Improving response after an accident

 - October 10, 2006, 7:52 AM

One thing that makes air transportation great is the amount of effort that the industry puts into maintaining the safety record. Today most of our political leaders and many of our trade association leaders are quick to remind us of the outstanding accident rate we have achieved.

Fortunately, we all realize that no matter how good our record is we must constantly increase our efforts just to stay even.

History has shown that takeoff and landing are the phases of flight with the highest risk. Because of that increased risk the FAA requires Part 139 airports to conduct drills once every three years to simulate on-airport emergencies. Many of the large airports conduct these drills more frequently; in fact, some conduct exercises every year.

Over the years these drills have led to a number of advances in both equipment and procedures. Today, airports are required to refine their procedures to deal with the new realities of terrorism and the necessary additional security.

For the past eight months I have been part of the planning group organizing the largest training exercise ever devised for an airport. Boston Logan Airport wanted to conduct a realistic event to test the entire emergency response system, including police, fire, emergency medical services and the city’s office of homeland security.

The number of participants grew considerably because Logan borders other cities and towns. In fact, more than 50 government agencies were involved, as were a number of private service providers under contract to those agencies.

Just trying to coordinate all the players was a major undertaking. At times during the eight months of preparation I thought we would never be able to make this event a valid training exercise. However, all that hard work paid off on the day of the exercise as every participating organization understood its role and stayed with the script.

A Simulated Emergency

The drill involved the attempted takeover of a Boeing 757 from Paris to Chicago. Federal air marshals on board became locked in a standoff in the cabin, with the captain retaining command of the aircraft. Norad F-15s escorted the airplane to Logan for a normal landing. When negotiations failed, law enforcement personnel entered the aircraft and a device was exploded [simulated], resulting in a number of fatalities and some 85 serious injuries.

This required the federal and state law enforcement personnel to interact with the airport rescue and firefighting teams and the other emergency responders. I am not aware of any previous drills that have attempted to involve so many victims with the emergency medical services in this manner.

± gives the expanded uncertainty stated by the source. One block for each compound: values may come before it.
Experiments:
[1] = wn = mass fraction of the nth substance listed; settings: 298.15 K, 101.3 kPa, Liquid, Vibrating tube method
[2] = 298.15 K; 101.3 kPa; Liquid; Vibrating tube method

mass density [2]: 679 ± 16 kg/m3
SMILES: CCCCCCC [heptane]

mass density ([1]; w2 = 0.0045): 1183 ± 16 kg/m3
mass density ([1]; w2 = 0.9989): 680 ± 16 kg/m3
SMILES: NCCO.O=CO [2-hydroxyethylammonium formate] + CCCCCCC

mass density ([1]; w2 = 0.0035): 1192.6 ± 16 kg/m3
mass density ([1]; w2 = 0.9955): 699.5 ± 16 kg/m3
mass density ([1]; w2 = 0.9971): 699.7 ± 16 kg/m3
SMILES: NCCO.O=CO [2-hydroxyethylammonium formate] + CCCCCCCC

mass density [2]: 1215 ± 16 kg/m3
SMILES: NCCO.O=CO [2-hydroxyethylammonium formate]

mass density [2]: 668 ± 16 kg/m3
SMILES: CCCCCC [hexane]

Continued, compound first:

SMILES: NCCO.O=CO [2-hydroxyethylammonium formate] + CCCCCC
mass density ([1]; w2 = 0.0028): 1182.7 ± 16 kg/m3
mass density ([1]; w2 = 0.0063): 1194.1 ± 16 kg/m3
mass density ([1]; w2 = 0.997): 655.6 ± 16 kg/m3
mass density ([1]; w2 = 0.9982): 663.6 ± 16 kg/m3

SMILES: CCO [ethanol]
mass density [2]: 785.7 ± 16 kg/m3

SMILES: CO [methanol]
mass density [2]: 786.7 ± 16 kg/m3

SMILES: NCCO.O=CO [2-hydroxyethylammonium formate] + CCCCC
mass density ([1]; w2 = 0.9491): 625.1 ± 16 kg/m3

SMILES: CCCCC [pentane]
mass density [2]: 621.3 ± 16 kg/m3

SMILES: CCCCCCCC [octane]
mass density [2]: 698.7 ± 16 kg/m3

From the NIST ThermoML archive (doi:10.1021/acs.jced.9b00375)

This exercise also tested the communications and coordination of our public information systems; in a crisis, what the general public knows can go a long way toward preventing additional problems. I am sure that all of the personnel in aviation today realize that what happens with aircraft or with airports today is a big deal. Before 9/11, life in aviation was considerably different from what it is today, and we may not have seen the end of changes that affect aviation.

Lessons for Business Aviation

So what does this have to do with business aviation? A lot. While I was participating in the many planning sessions for the Logan exercise I was often reminded that a large number of airports our business leaders use are not required to have the same level of emergency response and preparedness as our larger airports. In fact, in every area of measurement the required standards are lower. While an NTSB board member, I was able to observe the negative effect on a company that results from the loss of its leaders.

There are corporate pilots who carry business leaders every day and probably never think twice about what kind of support exists at the airport they are flying into beyond fuel, food and so on. I wonder what our leaders would say if they fully understood the increased risk they face in the event of an emergency. Sometimes it seems that we act as if we believe there will be no survivors, but accident data tells a different story. Simply stated, the vast majority of accidents are survivable.

With that in mind what can we do about the airports we fly into? The first and easiest thing we can do is simply to ask the FBO or airport manager to explain what emergency equipment is available and when the last drill was. We should ask that question for all airports we operate into, including our home bases. You might just be surprised by the answers you receive.

For your home station you should find out when the next drill is and ask to participate. You will be surprised to find a welcome mat out for you. The knowledge we have is of great value to the airport emergency response community, and we need to share that knowledge when possible.

We also need to look at our own emergency response plans. Since leaving the Board I have been asked to review several response plans, some of which were prepared with outside help, and I was surprised to find many areas of concern about what was written.

These plans need to be reviewed and updated often, but that doesn’t seem to be happening. Preparing for accidents is not something we often think about, but we should. It is unconscionable for someone to survive a crash only to die because of poor emergency response.